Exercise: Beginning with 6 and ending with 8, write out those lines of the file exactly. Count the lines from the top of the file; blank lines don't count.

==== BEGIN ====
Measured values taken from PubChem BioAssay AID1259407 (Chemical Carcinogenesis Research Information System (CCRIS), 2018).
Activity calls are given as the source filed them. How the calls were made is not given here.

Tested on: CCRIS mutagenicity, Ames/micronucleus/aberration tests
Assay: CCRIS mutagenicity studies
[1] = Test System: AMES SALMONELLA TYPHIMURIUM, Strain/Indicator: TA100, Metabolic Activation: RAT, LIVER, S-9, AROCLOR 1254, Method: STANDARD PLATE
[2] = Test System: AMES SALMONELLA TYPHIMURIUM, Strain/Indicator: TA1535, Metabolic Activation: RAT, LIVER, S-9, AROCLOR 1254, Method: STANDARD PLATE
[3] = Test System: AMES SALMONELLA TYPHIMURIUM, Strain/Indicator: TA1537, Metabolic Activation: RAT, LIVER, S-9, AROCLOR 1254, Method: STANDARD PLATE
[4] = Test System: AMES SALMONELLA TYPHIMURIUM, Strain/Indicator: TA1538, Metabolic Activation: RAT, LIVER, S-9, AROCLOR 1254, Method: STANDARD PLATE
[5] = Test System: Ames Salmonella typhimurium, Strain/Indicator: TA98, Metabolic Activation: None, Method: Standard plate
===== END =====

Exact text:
[2] = Test System: AMES SALMONELLA TYPHIMURIUM, Strain/Indicator: TA1535, Metabolic Activation: RAT, LIVER, S-9, AROCLOR 1254, Method: STANDARD PLATE
[3] = Test System: AMES SALMONELLA TYPHIMURIUM, Strain/Indicator: TA1537, Metabolic Activation: RAT, LIVER, S-9, AROCLOR 1254, Method: STANDARD PLATE
[4] = Test System: AMES SALMONELLA TYPHIMURIUM, Strain/Indicator: TA1538, Metabolic Activation: RAT, LIVER, S-9, AROCLOR 1254, Method: STANDARD PLATE